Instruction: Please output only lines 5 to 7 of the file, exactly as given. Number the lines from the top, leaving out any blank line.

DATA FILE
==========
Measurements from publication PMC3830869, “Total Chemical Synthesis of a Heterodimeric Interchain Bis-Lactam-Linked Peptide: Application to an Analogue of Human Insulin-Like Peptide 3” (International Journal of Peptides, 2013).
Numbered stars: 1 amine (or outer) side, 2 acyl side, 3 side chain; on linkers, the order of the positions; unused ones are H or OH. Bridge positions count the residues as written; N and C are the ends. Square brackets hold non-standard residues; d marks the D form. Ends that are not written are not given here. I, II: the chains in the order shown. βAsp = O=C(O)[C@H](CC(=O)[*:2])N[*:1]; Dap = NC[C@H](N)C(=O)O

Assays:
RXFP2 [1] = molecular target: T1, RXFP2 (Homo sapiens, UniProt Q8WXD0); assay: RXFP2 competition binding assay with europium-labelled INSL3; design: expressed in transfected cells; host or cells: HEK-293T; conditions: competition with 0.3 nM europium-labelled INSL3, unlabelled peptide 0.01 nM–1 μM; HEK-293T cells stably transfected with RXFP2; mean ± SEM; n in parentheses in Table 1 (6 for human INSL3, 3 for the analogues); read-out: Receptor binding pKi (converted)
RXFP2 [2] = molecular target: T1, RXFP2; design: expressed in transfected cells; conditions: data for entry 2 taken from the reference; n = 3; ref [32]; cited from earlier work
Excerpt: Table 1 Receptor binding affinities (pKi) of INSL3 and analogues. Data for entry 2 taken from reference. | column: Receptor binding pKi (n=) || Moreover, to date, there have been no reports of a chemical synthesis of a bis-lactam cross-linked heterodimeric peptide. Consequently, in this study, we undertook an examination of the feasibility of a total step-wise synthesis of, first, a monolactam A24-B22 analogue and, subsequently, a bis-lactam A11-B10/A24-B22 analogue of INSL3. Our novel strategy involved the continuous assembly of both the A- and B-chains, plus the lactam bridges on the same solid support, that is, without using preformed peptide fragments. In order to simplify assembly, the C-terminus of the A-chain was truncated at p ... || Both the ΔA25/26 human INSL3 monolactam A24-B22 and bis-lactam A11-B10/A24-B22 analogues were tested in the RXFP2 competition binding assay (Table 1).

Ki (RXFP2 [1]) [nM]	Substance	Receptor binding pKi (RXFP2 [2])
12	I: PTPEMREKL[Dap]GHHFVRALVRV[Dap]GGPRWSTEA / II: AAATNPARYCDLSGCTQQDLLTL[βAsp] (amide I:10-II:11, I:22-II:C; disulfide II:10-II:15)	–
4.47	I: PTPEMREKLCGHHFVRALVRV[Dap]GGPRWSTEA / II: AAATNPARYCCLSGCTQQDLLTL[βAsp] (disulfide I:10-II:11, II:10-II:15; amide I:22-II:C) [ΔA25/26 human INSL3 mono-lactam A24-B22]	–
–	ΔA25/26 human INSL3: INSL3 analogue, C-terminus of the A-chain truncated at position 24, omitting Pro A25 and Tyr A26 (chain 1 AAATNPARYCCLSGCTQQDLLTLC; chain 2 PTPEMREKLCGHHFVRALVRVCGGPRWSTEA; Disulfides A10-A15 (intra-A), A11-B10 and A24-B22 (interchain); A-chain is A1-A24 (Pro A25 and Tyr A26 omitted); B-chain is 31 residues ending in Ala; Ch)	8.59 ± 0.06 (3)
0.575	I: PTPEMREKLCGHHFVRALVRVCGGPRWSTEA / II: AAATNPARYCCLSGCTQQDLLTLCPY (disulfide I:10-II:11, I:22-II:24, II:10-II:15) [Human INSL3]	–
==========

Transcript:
RXFP2 [2] = molecular target: T1, RXFP2; design: expressed in transfected cells; conditions: data for entry 2 taken from the reference; n = 3; ref [32]; cited from earlier work
Excerpt: Table 1 Receptor binding affinities (pKi) of INSL3 and analogues. Data for entry 2 taken from reference. | column: Receptor binding pKi (n=) || Moreover, to date, there have been no reports of a chemical synthesis of a bis-lactam cross-linked heterodimeric peptide. Consequently, in this study, we undertook an examination of the feasibility of a total step-wise synthesis of, first, a monolactam A24-B22 analogue and, subsequently, a bis-lactam A11-B10/A24-B22 analogue of INSL3. Our novel strategy involved the continuous assembly of both the A- and B-chains, plus the lactam bridges on the same solid support, that is, without using preformed peptide fragments. In order to simplify assembly, the C-terminus of the A-chain was truncated at p ... || Both the ΔA25/26 human INSL3 monolactam A24-B22 and bis-lactam A11-B10/A24-B22 analogues were tested in the RXFP2 competition binding assay (Table 1).

Ki (RXFP2 [1]) [nM]	Substance	Receptor binding pKi (RXFP2 [2])